Cayenne pepper

Poisonous Cayenne Pepper

Cayenne pepper is an indiscriminate mixture of the powder of the dried pods of many species of capsicum, but especially of the capsicum frutescens, or bird pepper, which is the hottest of all.

This annual plant, a native of South America, is cultivated in large quantities in our West-India islands, and even frequently in our gardens, for the beauty of its pods, which are long, pointed, and pendulous, at first of a green colour, and, when ripe, of a bright orange red. They are filled with a dry loose pulp, and contain many small, flat, kidney-shaped seeds. The taste of capsicum is extremely pungent and acrimonious, setting the mouth, as it were, on fire.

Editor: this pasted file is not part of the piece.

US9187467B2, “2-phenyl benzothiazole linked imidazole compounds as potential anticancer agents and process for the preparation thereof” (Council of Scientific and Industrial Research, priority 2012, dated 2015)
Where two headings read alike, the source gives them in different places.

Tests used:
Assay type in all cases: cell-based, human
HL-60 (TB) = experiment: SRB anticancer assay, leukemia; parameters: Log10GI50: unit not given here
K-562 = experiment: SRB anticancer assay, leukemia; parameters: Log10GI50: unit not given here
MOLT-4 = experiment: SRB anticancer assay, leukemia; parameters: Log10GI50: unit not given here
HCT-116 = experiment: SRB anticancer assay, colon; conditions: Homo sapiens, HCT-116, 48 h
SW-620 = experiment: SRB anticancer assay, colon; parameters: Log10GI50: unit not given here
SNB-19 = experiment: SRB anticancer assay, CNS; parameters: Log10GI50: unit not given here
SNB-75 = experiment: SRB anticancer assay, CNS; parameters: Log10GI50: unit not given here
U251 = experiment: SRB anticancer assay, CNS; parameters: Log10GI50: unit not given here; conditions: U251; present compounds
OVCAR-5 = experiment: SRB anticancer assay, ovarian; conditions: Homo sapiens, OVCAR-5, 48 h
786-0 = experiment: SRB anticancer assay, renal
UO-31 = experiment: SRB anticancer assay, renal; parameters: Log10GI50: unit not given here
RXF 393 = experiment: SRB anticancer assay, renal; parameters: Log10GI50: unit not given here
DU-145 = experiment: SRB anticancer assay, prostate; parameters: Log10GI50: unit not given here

The principle on which its pungency depends, is soluble in water and in alcohol.

It is sometimes adulterated with red lead, to prevent it becoming bleached on exposure to light. This fraud may be readily detected by shaking up part of it in a stopped vial containing water impregnated with sulphuretted hydrogen gas, which will cause it speedily to assume a dark muddy black colour. Or the vegetable matter of the pepper may be destroyed, by throwing a mixture of one part of the suspected pepper and three of nitrate of potash (or two of chlorate of potash) into a red-hot crucible, in small quantities at a time. The mass left behind may then be digested in weak nitric acid, and the solution assayed for lead by water impregnated with sulphuretted hydrogen.